Ann Coulter
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The New York Times and The Wall Street Journal are bristling with the news that Republicans have decided now is the time to suck up to Wall Street. As the saying goes, there is no truer friend than a Wall Street arbitrageur -- they are the salt-of-the-earth, the most loyal men who ever drew a breath!

What are Republicans thinking? While not every money-manipulator on Wall Street deserves to be treated like a heroin dealer, lots do. Could the Republicans be a little more discriminating in picking up the Democrats' old friends?

The Democrats are acting as if they want to punish everyone in the financial services industry, including the innocent, while the Republicans seem to want to protect everyone on Wall Street, including the guilty.

How about just punishing the guilty? The Democrats can't do that because the list of Wall Street's biggest offenders may turn out to be eerily similar to the list of Obama's biggest campaign contributors.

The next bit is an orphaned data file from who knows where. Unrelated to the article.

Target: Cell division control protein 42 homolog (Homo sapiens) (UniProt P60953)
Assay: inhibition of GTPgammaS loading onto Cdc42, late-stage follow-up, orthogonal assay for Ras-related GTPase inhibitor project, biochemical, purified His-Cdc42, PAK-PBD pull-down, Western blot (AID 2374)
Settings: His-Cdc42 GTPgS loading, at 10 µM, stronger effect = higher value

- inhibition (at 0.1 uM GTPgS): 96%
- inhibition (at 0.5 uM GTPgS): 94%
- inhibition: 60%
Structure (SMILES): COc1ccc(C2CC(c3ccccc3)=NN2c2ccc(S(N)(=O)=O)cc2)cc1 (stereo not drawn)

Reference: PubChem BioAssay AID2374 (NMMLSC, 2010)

Employees from Goldman Sachs gave more to the Obama campaign than any other organization except the University of California -- with Citigroup and JPMorgan Chase quickly following in sixth and seventh place.

Whatever Obama has in mind for punishing the financial industry, I promise you, he won't punish his friends. After JPMorgan CEO Jamie Dimon took a $17 million bonus this week, and Goldman CEO Lloyd Blankfein got a $9 million bonus, Obama said he didn't begrudge them their bonuses, saying, "I know both those guys."

Obama seems to be hoping that his vague bluster about "obscene profits" will lure Republicans into embracing Wall Street welfare recipients -- thereby losing Americans forever.

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Never bet against Republicans being outwitted.

Risk-taking and speculation are good. But the Democrats' crony capitalism is the worst of both worlds: risk-taking without any real risk for the risk-takers. It's like gambling with your rich daddy's money, except we're the rich daddy.

Obama, like the rest of his party, is an ideologue who doesn't understand or particularly like the free market. He fundamentally believes in the efficacy of the welfare state, whether the beneficiary is a layabout single mother or a rich Wall Street banker.

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